Home > Auto > News > Stellantis joins Volkswagen, Renault facing French charges over diesels
File photo of a car exhaust used for representational purpose
File photo of a car exhaust used for representational purpose

Stellantis joins Volkswagen, Renault facing French charges over diesels

  • The allegations against Stellantis could prove a further distraction from efforts by CEO Carlos Tavares to integrate PSA and Fiat into one of the top global carmakers.

French investigators charged Stellantis NV’s Peugeot subsidiary over allegedly defrauding consumers with diesel engines in a broadening crackdown on carmakers that’s already ensnared Renault SA and Volkswagen AG.

Peugeot, which became part of Stellantis when PSA Group merged with Fiat Chrysler early this year, must pay 10 million euros ($12 million) bail and provide a 30 million-euro bank guarantee, according to a statement Wednesday. The company said it’s in the process of assessing its defense options and that its Citroen and Fiat Chrysler subsidiaries also have been summoned before a Paris court.

Kwid

799 cc|Petrol|Manual
Ex-showroom price
₹5,41,200* Onwards

Triber

999 cc|Petrol|Manual
Ex-showroom price
₹7,60,000* Onwards

Duster

1498 cc|Petrol|Manual
Ex-showroom price
₹13,97,000* Onwards

(Also read | Renault faces heat, accused of cheating on emission tests for diesel vehicles)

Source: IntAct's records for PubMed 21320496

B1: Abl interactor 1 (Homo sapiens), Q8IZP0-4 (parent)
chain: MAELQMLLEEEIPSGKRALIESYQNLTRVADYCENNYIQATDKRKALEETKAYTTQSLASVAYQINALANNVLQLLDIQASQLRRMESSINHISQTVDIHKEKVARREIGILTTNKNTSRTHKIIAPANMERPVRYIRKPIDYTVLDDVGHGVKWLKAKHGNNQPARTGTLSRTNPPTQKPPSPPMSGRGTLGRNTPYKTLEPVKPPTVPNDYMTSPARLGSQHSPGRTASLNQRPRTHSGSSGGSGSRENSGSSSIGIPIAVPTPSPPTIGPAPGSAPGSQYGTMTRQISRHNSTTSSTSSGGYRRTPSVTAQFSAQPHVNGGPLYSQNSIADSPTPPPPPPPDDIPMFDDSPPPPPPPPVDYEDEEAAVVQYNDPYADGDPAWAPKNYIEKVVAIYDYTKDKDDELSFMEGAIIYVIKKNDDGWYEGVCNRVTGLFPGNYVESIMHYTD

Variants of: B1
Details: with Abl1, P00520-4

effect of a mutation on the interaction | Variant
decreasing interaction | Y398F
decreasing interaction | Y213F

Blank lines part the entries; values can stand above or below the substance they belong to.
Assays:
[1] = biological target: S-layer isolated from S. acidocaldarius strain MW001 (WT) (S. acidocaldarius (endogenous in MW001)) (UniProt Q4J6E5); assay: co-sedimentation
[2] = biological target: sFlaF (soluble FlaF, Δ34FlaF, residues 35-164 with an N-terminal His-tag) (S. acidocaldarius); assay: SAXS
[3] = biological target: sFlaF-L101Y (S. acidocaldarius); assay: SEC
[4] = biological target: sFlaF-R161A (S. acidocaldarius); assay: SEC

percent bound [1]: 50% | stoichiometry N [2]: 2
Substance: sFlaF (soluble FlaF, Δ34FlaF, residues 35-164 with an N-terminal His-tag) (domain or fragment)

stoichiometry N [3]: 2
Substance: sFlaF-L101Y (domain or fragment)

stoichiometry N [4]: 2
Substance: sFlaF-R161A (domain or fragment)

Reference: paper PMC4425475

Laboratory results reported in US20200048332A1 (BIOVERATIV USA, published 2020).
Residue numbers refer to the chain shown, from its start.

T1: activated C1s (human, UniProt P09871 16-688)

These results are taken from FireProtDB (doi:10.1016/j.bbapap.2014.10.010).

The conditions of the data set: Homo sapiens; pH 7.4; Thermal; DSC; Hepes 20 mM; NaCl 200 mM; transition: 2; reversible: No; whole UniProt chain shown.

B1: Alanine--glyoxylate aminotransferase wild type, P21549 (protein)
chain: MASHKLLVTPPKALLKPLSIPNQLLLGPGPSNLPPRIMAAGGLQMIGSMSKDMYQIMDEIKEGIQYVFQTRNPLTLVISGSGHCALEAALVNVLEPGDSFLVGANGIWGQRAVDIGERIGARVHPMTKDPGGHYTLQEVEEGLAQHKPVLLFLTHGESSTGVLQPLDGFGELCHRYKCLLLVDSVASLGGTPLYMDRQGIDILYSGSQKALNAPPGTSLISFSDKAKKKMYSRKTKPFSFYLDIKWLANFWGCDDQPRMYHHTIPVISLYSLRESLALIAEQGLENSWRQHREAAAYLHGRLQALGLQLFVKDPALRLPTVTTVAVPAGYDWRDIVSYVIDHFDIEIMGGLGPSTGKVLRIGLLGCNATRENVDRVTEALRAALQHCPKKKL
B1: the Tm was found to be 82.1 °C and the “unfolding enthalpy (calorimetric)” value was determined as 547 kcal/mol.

The disclosure follows VW and Renault’s announcements this week of charges over similar accusations. The French charges spring from a judicial investigation opened in early 2017, days after VW settled criminal and civil complaints with the U.S. related to its use of illegal devices to circumvent emissions tests with diesel vehicles.

The allegations against Stellantis could prove a further distraction from efforts by Chief Executive Officer Carlos Tavares to integrate PSA and Fiat into one of the top global carmakers. Since the two combined in January, he’s had to deal with the global semiconductor supply crisis impeding production across the industry.

In France, investigative magistrates can charge companies or individuals when there are “serious or consistent" clues showing likely involvement. They can then decide whether to refer a case to trial but aren’t involved after that stage.

This story has been published from a wire agency feed without modifications to the text.

Close